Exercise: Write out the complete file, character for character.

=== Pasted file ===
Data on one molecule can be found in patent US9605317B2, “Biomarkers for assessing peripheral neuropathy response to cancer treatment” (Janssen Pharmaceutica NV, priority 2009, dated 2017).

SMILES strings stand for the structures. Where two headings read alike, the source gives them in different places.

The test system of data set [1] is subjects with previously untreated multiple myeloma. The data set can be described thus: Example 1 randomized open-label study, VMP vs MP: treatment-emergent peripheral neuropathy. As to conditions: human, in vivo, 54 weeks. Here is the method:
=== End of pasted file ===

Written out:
Data on one molecule can be found in patent US9605317B2, “Biomarkers for assessing peripheral neuropathy response to cancer treatment” (Janssen Pharmaceutica NV, priority 2009, dated 2017).

SMILES strings stand for the structures. Where two headings read alike, the source gives them in different places.

The test system of data set [1] is subjects with previously untreated multiple myeloma. The data set can be described thus: Example 1 randomized open-label study, VMP vs MP: treatment-emergent peripheral neuropathy. As to conditions: human, in vivo, 54 weeks. Here is the method: